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GreatCollections Offering Second-Finest 1860-S No Motto Half Eagle

GreatCollections is offering the second-finest known example of the 1860-S Liberty Gold Half Eagle for sale in their upcoming auction. Graded as MS 61 with a green CAC sticker, the coin is placed in a Gold Shield PCGS holder. At the time of publication, the lot has 58 bids, with the current high bid of $46,000 (USD) already higher than the PCGS Price Guide estimate. Interested bidders should note that four days remain in the auction that closes on Sunday, March 13, 6:58:08 PM Pacific Time (9:58 Eastern).

GreatCollections Offering Second-Finest 1860-S No Motto Half EagleFirst struck by the San Francisco Mint in 1854, the 1860-S “No Motto” Liberty Head Half Eagle has the fifth-largest mintage of all 13 years before the national motto “In God We trust” was added in 1866. Despite having a relatively large mintage of 21,200 pieces (the highest of all mints in 1866), with an estimated total survival rate of just 50 pieces, this coin has become quite rare. This is not unusual for gold coins struck at branch mints in the 19th century.

Only adding to the importance of this particular coin is the conditional rarity of the type. Only two known and graded specimens exist in MS-60 or better: one in MS-61 (this coin) and one in MS-62. Such high-grade examples have a rarity score of R10. Since most if not all examples of this coin were entered into circulation, it is common for them to show varying levels of wear. Noted numismatist David Akers asserts that for most remaining examples “VF should be considered typical” (PGGS, 2022). As such, it is quite unusual for such a coin to come to the market.

In fact, there are no historical auction records for this specific coin, and the last time the MS-62 example came to market was in 1999 when it sold for $27,600 in a Bowers & Merena auction. It is even unusual for an example graded AU to hit the market, with the last auction record for an MS-58 from 2019.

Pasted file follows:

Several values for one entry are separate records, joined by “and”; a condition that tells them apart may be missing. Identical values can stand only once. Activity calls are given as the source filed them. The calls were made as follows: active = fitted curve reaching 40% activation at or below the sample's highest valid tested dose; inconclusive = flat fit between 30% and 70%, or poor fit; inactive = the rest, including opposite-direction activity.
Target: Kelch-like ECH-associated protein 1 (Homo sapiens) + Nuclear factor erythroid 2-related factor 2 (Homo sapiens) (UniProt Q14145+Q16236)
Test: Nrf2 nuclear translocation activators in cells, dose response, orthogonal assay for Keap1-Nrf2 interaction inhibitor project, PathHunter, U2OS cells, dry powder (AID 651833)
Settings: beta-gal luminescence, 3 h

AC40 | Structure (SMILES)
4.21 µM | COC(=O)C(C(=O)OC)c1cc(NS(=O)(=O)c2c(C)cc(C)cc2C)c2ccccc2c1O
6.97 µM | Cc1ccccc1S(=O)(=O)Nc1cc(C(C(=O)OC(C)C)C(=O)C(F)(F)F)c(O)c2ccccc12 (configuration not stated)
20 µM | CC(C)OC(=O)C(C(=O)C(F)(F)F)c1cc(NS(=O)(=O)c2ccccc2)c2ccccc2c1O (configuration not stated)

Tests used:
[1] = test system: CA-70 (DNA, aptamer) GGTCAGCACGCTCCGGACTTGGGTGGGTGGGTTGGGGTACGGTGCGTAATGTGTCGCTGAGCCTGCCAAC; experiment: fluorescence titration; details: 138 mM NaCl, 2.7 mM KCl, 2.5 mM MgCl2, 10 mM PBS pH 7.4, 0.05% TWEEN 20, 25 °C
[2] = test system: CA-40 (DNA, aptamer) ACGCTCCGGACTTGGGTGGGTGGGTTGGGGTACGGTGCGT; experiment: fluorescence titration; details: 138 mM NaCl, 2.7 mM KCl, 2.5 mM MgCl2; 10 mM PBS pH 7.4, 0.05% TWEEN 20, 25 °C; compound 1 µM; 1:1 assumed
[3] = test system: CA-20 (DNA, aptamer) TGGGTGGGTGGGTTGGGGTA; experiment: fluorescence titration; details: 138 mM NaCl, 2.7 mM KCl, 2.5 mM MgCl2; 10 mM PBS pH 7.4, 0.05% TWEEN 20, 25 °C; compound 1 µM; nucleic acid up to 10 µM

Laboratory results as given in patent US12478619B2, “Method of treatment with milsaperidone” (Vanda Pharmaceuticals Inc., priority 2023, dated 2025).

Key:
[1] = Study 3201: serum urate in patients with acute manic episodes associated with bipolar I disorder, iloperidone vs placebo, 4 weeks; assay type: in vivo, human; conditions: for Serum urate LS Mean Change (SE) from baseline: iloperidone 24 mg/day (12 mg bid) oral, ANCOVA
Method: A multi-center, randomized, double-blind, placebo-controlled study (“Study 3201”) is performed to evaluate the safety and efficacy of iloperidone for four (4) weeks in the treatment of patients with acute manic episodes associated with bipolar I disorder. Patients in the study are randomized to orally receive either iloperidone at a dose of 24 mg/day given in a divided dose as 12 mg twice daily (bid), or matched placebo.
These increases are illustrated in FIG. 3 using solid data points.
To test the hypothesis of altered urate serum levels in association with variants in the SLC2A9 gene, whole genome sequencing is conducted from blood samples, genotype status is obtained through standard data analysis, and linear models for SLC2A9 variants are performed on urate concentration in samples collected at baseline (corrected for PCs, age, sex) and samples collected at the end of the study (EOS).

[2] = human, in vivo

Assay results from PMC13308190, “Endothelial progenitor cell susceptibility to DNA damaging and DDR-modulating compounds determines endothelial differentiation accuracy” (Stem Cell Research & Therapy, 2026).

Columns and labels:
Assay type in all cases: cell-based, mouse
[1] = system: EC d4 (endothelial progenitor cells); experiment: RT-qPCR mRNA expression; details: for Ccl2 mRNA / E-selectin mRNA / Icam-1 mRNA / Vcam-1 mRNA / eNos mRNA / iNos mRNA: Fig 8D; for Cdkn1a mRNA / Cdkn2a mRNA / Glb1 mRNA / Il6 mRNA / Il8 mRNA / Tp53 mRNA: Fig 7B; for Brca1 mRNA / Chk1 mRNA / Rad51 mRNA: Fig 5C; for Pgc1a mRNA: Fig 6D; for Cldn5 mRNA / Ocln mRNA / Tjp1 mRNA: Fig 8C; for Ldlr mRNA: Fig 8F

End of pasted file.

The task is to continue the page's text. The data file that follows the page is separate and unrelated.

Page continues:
Liberty Head Half Eagle Design

Redesigned in 1839, the main differences between the new Gobrecht Liberty Head and William Kneass’s Classic Head half eagle can be seen on the obverse. Gobrecht retained the 13 six-pointed stars ringing the obverse field, the date (1860) at the bottom, and the denticled edge. Lady Liberty was redesigned into a younger-looking bust. In this design, Lady Liberty’s hair is styled in a bun that is kept in place by a beaded thread. Her bangs curl to the back, with several locks of hair hanging down her neck. Additionally, Liberty’s tiara was made slightly more pronounced.

The reverse design was changed in only one place, the denomination. Previously labeled “5 D.”, the denomination was now spelled out as “FIVE D.”. The American heraldic eagle, with its customary arrows and olive branches, remained central to the reverse design. The shield decorated with 12 vertical bars and seven horizontal stripes is placed directly in front of the eagles’ chest feathers. The eagles’ wings interrupt the legend, UNITED STATES OF AMERICA, and almost touch the denticled boarder. The denomination, at the bottom of the design, is separated from the legend by two centering dots. Struck at the San Francisco Mint, this coin bears the “S” mintmark between the eagle’s claws and the denomination. Interestingly, the Liberty Head Half Eagle is the only United States gold coin struck at seven different branch mints.

The edge of the 1860-S Liberty Head Half Eagle is reeded.

As mentioned above, the top bid in the GC auction is $46,000 (USD) at the time of publication. 58 bids have been recorded, and the page has been viewed 437 times. To search through GreatCollection’s archive of over 600,000 certified coins the company has sold over the past eight years, please visit the GreatCollections Auction Archives.

CoinWeek
CoinWeek
Coinweek is the top independent online media source for rare coin and currency news, with analysis and information contributed by leading experts across the numismatic spectrum.

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